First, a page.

Data Availability Statement
The datasets presented in this study can be found in online repositories. The names of the repository/repositories and accession number(s) can be found below: https://www.ncbi.nlm.nih.gov/geo/, GSE26440.
The animal study was reviewed and approved by Tianjin Medical University.
RD and YD designed the experiments and wrote the manuscript. RD, ZX, GF, NZ, CW, and GL performed the experiments and data analysis. ZX and YD revised the manuscript. All authors contributed to the article and approved the submitted version.
This study was supported by the Science &Technology Development Fund of Tianjin Education Commission for Higher education, key projects through grant nos 2018ZD05, the Natural Science Foundation of Tianjin through grant nos 16JCYBJC24600, and the National Natural Science Foundation of China through grant nos. 81541032.
Conflict of Interest
The authors declare that the research was conducted in the absence of any commercial or financial relationships that could be construed as a potential conflict of interest.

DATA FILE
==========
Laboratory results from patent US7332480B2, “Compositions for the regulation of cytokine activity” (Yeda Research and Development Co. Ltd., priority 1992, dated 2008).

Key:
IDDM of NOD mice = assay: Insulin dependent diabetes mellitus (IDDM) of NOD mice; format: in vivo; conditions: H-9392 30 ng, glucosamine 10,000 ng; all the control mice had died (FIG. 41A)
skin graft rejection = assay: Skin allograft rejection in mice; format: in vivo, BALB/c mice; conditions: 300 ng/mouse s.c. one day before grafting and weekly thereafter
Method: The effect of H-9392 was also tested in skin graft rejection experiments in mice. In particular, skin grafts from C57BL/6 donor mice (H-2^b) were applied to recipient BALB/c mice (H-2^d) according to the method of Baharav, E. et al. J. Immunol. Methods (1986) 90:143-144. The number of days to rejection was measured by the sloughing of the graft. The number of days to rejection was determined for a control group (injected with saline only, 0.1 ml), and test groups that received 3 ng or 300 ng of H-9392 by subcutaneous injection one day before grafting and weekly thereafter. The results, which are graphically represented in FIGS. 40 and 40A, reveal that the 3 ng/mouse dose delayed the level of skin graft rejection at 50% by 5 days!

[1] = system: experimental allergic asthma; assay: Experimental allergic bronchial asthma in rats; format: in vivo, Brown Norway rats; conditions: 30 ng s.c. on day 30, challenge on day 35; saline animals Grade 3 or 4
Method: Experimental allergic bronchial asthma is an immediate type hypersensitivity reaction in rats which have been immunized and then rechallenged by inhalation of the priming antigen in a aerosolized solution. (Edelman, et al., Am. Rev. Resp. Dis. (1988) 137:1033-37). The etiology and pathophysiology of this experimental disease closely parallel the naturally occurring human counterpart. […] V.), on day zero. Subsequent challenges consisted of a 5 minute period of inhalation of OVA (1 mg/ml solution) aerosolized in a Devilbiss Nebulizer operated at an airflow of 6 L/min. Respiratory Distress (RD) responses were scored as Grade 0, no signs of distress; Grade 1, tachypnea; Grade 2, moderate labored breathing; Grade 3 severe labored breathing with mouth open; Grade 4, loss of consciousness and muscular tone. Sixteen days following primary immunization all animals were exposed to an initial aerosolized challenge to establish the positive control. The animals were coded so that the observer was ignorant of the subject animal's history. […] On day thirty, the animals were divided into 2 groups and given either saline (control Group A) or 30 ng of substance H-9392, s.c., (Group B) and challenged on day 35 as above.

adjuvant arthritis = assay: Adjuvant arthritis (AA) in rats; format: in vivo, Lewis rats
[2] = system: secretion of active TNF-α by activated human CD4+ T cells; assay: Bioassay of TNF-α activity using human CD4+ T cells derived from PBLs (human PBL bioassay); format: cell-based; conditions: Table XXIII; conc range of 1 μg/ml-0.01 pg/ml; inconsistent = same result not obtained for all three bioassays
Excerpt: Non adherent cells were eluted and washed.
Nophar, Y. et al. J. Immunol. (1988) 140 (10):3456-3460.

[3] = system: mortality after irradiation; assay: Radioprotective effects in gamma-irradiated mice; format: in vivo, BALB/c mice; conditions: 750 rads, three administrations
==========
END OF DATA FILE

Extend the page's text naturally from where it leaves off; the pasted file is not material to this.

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Keywords: Pin1, NLRP3 inflammasome, p38 MAPK, macrophages, septic shock
Citation: Dong R, Xue Z, Fan G, Zhang N, Wang C, Li G and Da Y (2021) Pin1 Promotes NLRP3 Inflammasome Activation by Phosphorylation of p38 MAPK Pathway in Septic Shock. Front. Immunol. 12:620238. doi: 10.3389/fimmu.2021.620238
Received: 22 October 2020; Accepted: 11 January 2021;
Published: 25 February 2021.
Edited by:Oleg Chernikov, Far Eastern Branch (RAS), Russia
Reviewed by:Takafumi Uchida, Tohoku University, Japan
Wenchen Pu, Sichuan University, China
Chi-Wai Cheng, The University of Hong Kong, China
Copyright © 2021 Dong, Xue, Fan, Zhang, Wang, Li and Da. This is an open-access article distributed under the terms of the Creative Commons Attribution License (CC BY). The use, distribution or reproduction in other forums is permitted, provided the original author(s) and the copyright owner(s) are credited and that the original publication in this journal is cited, in accordance with accepted academic practice. No use, distribution or reproduction is permitted which does not comply with these terms.
*Correspondence: Yurong Da, firstname.lastname@example.org
†These authors have contributed equally to this work